Mark is a software engineer on Microsoft’s Applied AI team and a machine learning PhD student at the MIT Computer Science and AI Lab. Mark leads Microsoft ML for Apache Spark (http://aka.ms/spark), a distributed machine learning and microservice orchestration library. He has applied this work to problems in wildlife conservation, accessibility, and art museum outreach. Mark is currently researching how information theory and abstract algebra can yield new deep learning architectures in professor William T Freeman’s lab.
As AI becomes more ubiquitous and scalable we aim to apply these technologies to help improve the planet. This talk will explore Microsoft's latest contributions to the Apache Spark and Machine Learning communities with a special focus on AI for environmental and social impact. In particular, we will share how to use Azure Databricks, Azure Machine Learning and Microsoft ML for Apache Spark to explore over 5,000 years of human creativity with the Metropolitan Museum of Art, and how Microsoft uses Apache Spark to help the protect endangered species.
We present the Azure Cognitive Services on Spark, a simple and easy to use extension of the SparkML Library to all Azure Cognitive Services. This integration allows Spark Users to embed cloud intelligence directly into their spark computations, enabling a new generation of intelligent applications on Spark. Furthermore, we show that with our new Containerized Cognitive Services, one can embed cloud intelligence directly into the Spark cluster for ultra-low latency, on-prem, and offline applications.
We show how using our Integration, one can compose these cognitive services with other services, SQL computations, and Deep Networks to create sophisticated and intelligent heterogenous applications. Moreover, we show how to redeploy these compositions as Restful Services with Spark Serving. We will also explore the architecture of these contributions which leverage HTTP on Spark, a novel integration between Spark with the widely used Hypertext Transfer Protocol (HTTP). This library can integrate any framework into the Spark ecosystem that is capable of communicating through HTTP. Finally, we demonstrate how to use these services to create a large class of intelligent applications such as custom search engines, realtime facial recognition systems, and unsupervised object detectors.
We present Spark Serving, a new spark computing mode that enables users to deploy any Spark computation as a sub-millisecond latency web service backed by any Spark Cluster. Attendees will explore the architecture of Spark Serving and discover how to deploy services on a variety of cluster types like Azure Databricks, Kubernetes, and Spark Standalone. We will also demonstrate its simple yet powerful API for RESTful SparkSQL, SparkML, and Deep Network deployment with the same API as batch and streaming workloads.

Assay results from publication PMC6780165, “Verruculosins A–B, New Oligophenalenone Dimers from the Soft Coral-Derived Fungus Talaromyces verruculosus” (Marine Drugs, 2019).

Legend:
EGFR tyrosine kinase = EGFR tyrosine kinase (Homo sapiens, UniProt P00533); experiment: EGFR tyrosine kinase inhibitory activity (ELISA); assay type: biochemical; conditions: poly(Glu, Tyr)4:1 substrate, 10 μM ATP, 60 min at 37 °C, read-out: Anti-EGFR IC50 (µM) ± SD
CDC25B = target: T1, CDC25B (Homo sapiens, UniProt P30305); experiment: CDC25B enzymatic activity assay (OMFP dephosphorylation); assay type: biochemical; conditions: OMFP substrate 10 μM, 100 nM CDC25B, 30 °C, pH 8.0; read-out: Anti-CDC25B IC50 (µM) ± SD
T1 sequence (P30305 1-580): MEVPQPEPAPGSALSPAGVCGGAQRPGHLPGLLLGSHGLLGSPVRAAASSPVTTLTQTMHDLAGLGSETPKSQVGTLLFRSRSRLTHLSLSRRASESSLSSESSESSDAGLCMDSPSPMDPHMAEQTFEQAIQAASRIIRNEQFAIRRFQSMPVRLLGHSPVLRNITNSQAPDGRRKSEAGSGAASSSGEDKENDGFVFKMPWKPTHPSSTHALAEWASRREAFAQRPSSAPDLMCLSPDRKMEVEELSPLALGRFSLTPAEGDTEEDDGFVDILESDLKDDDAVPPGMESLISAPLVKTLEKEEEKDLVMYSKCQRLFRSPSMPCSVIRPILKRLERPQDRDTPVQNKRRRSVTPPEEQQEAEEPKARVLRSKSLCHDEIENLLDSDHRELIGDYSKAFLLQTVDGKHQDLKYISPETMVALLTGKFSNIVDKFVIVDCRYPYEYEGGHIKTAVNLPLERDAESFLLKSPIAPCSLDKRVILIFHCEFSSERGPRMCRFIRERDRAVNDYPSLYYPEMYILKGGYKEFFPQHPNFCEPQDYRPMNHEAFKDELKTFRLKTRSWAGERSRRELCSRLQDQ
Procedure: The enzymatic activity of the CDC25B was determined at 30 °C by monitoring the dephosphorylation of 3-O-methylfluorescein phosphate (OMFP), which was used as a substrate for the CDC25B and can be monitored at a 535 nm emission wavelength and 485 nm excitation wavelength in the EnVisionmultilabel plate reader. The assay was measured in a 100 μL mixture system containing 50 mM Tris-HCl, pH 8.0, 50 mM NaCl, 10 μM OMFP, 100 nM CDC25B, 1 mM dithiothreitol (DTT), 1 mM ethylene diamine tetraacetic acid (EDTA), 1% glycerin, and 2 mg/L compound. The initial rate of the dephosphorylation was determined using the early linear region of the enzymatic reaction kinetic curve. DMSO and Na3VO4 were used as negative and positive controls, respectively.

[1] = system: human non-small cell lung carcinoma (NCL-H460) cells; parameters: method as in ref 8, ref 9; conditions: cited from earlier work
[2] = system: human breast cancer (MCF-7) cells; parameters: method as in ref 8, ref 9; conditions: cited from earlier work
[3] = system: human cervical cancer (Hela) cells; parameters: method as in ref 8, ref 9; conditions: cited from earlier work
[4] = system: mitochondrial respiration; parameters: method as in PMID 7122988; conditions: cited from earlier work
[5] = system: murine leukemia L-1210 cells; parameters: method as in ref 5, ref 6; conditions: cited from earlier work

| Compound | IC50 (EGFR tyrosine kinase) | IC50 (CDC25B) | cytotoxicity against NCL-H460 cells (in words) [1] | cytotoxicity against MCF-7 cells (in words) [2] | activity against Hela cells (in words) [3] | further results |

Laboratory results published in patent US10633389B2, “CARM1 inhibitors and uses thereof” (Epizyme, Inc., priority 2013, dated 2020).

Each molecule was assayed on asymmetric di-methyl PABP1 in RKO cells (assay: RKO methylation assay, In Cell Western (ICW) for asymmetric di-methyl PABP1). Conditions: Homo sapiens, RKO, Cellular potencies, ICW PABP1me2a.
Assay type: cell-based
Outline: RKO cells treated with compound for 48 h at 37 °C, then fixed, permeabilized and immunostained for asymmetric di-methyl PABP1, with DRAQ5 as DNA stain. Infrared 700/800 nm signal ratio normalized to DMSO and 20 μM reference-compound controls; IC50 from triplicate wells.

In addition, we will explore the "dual architecture": HTTP on Spark. This architecture converts any spark cluster into a distributed web client with the familiar and pipelinable SparkML API. These two contributions provide the fundamental spark communication primitives to integrate and deploy any computation framework into the Spark Ecosystem. We will explore how Microsoft has used this work to leverage Spark as a fault-tolerant microservice orchestration engine in addition to an ETL and ML platform. And will walk through two examples drawn from Microsoft's ongoing work on Cognitive Service composition, and unsupervised object detection for Snow Leopard recognition.
We present a novel deep learning approach to create a robust object detection network for use in an infra-red, UAV-based, poacher recognition system. More specifically we have used Microsoft AirSim to generate thousands of hours of simulated drone footage in the African Savannah. We then used deep domain adaptation to translate our simulation into a form that is adversarially indistinguishable from real infrared drone footage. This yields a programmable data generator that can be used to dramatically improve the accuracy of algorithms without requiring expensive human curated annotations. Furthermore, we extend this work and contribute a photorealism extension to AirSim, automating much of the domain specific expertise needed for computer graphics work, and enabling the generation of limitless quantities of photorealistic data for use in reinforcement learning and autonomous vehicles. Session hashtag: #SAISDD2
We present HTTP on Spark, a novel integration between Spark with the widely used Hypertext Transfer Protocol (HTTP). This library can be used to integrate any framework into the Spark ecosystem that is capable of communicating through HTTP. Furthermore, HTTP on Spark enables distributed and fault tolerant micro service architectures that commute with Spark’s dynamic allocation and Streaming capabilities. We build upon this work and release a library of idiomatic spark bindings for a wide array of Microsoft Cognitive Services. These bindings allow users to easily add *any* cognitive service as a part of their existing Spark and SparkML machine learning pipelines. Finally, we demonstrate how to use these services to create a large class of custom image classification and object detection systems that can learn without requiring human labeled training examples. We demonstrate the power of these new releases with an automated Snow Leopard Detection system.